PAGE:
A massive, very active social movement against the loss of land and ecosystems caused by hydro-electric dams is making headway in Brazil. The movement is little known in North America so far, but that’s changing. And it’s on the brink of spreading across the world wherever large dams are being built and waterways threatened.
But what’s all the fuss, some may ask. Doesn’t it usually only affect isolated communities, and isn’t hydropower a much more environmentally friendly source of cheap energy, especially compared with nuclear, coal, or oil? Are these anti-dam activists clinging to a kind of prosaic, but impractical pastoral way of life, or just trying to push the dams into somebody else’s backyard?
Not so, says Alexania Rossato of the Movement of People Affected by Dams (MAB) recently on a Grassroots International-sponsored tour in the U.S. The 20,000 families making up the MAB anti-dam movement in Brazil, she maintains, “are not against hydropower or even electrical generation [in principle], but how it’s being done.”
Dam-generated electricity could be an innocuous enough idea, but it is the mega-scale projects that pose serious problems. And it mostly boils down to one major problem: greed.
The profit potential in hydroelectric dams is enormous. The bigger the dams, the bigger the profits – particularly if one does not include the larger environmental and social costs involved in construction. While big money winds up largely in the pockets of a handful of foreign investors and associated corporations, an estimated one million people have been displaced by dams in Brazil alone. Seventy percent of these people have received no compensation whatsoever.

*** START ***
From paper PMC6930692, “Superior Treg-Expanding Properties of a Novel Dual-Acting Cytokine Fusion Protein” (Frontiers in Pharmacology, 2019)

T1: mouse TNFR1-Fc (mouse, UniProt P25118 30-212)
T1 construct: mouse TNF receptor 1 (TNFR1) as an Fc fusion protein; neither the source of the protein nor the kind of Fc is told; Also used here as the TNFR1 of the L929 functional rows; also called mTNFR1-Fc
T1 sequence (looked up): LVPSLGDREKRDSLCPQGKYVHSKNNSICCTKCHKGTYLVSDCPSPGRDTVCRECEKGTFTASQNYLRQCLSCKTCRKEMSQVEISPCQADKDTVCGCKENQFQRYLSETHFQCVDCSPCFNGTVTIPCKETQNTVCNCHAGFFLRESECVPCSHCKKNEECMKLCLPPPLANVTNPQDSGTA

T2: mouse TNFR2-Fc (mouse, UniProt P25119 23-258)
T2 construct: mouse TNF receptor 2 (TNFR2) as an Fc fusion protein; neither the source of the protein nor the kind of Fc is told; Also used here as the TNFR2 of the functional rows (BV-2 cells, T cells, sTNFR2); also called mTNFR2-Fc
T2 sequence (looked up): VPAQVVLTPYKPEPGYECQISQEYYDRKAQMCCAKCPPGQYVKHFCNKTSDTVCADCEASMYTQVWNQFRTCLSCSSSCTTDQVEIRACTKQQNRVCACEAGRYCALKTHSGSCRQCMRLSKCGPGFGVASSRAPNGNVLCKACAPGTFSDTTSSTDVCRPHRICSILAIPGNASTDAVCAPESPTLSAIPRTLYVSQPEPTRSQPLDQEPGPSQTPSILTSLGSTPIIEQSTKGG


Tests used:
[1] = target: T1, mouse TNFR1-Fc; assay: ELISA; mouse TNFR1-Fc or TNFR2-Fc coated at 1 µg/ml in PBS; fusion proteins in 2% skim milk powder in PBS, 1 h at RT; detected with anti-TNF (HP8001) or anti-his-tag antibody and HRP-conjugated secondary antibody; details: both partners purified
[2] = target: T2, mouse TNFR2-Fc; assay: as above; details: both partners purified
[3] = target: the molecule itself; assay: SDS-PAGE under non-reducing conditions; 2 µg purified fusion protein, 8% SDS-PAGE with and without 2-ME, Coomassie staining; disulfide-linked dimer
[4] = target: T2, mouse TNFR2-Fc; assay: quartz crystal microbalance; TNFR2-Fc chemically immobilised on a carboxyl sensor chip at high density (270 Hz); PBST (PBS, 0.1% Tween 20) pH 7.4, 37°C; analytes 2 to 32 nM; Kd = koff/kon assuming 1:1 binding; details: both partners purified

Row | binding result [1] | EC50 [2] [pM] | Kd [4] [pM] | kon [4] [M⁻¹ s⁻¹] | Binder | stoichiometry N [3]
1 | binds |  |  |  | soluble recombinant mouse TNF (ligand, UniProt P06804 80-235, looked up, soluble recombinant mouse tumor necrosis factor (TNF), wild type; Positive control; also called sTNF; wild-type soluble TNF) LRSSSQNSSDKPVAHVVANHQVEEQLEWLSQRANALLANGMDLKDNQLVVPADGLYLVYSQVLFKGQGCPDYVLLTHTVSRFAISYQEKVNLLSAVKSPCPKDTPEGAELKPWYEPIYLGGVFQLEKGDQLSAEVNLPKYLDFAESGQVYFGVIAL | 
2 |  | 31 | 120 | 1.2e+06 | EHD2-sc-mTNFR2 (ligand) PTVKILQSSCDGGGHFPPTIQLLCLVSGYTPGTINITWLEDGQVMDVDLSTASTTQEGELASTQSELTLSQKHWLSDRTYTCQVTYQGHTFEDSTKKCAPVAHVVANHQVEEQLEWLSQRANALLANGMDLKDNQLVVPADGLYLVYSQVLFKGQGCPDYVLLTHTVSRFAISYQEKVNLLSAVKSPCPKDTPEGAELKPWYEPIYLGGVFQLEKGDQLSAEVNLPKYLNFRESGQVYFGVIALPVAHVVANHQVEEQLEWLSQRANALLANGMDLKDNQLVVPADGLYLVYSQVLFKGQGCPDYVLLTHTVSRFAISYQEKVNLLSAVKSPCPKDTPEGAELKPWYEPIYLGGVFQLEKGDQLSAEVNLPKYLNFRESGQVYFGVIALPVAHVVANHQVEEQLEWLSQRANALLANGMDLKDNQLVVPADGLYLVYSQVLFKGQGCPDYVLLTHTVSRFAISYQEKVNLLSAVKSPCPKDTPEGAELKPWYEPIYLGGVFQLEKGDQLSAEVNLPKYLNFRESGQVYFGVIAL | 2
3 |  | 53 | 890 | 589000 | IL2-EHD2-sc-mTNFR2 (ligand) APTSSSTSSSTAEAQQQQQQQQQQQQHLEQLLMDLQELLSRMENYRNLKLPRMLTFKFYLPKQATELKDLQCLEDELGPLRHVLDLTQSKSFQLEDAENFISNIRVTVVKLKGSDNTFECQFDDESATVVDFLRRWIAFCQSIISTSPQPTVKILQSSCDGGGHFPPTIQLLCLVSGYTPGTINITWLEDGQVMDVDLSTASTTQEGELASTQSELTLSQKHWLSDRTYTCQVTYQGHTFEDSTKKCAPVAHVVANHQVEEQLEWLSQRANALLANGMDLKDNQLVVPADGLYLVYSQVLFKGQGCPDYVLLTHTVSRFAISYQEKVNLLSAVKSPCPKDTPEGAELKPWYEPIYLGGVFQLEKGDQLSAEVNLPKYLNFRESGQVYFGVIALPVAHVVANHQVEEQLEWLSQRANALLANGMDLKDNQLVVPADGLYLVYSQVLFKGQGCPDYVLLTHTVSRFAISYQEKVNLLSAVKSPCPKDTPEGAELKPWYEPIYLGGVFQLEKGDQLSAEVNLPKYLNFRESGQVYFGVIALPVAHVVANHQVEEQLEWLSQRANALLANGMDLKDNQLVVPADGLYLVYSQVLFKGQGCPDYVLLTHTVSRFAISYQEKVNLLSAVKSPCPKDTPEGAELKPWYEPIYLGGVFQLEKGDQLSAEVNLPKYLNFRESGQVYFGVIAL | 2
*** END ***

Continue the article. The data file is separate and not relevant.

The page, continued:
And the people who suffer the most are—no surprise here—women. As communities and livelihoods are displaced or destroyed, particularly among indigenous communities, women are left to care for their families while men leave to try to find work elsewhere. The community networks of support many mothers count on vaporize as their communities and livelihoods are dispersed. Faced with the daunting task of feeding their children and few options, many women become trapped in prostitution rings that so often accompany massive construction projects; often they are plagued by resulting sexually transmitted diseases and social exclusion. “Women are also the least likely to be included in negotiations with corporations because normally, land and house titles are in the man’s name,” Alexania notes.
There are other costs. Despite being touted by energy companies as necessary for Brazil’s people and its progress, the 34 proposed dams are actually designed to provide energy to big corporations and projects, not people. That’s why average Brazilian families, including those located near the dams, pay up to 10 times more for their energy than companies do—among the highest rates in the world. (Interestingly, despite their prolific energy production, Brazilians pay almost twice as much per kilowatt as North Americans.) Alexania points out that these giant dams in the Amazon mostly benefit industrial agriculture plantations, mining operations, and other megaprojects, most of which.have highly negative impacts upon the environment and social fabric of rural Brazil
The negative impact of mega-dams moves beyond the indigenous and small farmer communities along the river ways to the river itself, the land up and down stream, and all the vegetation and animals dependent on the river. With over 60 percent of world’s largest rivers (>1,000 km in length) already dammed, it is estimated that dams and their reservoirs account for 4% of green house gases. GRAIN, a land-grab watchdog group, estimates that industrial agriculture alone accounts for between 44% and 57% of all greenhouse gases. The Amazon is one of the lungs of the planet yet some of the largest dams in the world are projected to be built there. The issue affects not only Brazilians, but everyone.
The challenge for social movements like MAB are monumental: a handful of powerful investors can meet behind closed doors thousands of miles away from the unsuspecting target communities, draw up their construction plans, calculate profit potential, and analyze which communities and government officials would be the most pliant. So how can a handful of poor, disparate communities possibly resist this powerful force? Isn’t the situation hopeless?